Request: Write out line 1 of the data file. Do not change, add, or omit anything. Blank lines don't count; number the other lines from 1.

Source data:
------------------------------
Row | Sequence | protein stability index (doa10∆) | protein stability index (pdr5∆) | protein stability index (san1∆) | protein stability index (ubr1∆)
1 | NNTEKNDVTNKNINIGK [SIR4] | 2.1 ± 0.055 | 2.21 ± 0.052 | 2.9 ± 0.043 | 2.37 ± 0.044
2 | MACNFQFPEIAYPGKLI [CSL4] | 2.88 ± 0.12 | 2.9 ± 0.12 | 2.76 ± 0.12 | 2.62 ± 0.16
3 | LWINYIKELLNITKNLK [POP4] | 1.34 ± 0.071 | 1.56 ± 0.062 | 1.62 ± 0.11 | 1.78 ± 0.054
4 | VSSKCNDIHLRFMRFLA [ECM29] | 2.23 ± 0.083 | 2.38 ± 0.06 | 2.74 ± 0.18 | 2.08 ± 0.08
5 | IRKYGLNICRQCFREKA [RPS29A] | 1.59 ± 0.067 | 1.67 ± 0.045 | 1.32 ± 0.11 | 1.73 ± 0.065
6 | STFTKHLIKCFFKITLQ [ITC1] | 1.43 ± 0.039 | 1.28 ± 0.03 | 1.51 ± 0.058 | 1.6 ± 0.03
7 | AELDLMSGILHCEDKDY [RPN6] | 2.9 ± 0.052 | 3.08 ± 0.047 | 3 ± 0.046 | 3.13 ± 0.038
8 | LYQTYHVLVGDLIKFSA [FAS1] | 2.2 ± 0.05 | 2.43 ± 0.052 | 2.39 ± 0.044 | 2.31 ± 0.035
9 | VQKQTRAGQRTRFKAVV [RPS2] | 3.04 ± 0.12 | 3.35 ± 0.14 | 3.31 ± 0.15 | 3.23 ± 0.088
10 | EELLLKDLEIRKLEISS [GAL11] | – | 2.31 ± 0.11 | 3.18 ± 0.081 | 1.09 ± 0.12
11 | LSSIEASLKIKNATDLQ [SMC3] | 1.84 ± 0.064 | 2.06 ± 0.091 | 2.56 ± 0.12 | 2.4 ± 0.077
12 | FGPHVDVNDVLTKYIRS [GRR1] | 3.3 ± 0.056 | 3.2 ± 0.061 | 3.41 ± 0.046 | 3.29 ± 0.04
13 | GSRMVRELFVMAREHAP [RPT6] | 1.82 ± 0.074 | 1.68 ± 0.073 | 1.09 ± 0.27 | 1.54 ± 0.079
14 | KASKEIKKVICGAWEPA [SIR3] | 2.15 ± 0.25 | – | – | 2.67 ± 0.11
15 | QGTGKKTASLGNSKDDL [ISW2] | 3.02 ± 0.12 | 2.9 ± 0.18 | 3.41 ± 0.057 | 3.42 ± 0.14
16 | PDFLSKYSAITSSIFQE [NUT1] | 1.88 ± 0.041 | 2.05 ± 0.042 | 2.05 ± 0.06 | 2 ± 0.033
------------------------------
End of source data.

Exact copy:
Row | Sequence | protein stability index (doa10∆) | protein stability index (pdr5∆) | protein stability index (san1∆) | protein stability index (ubr1∆)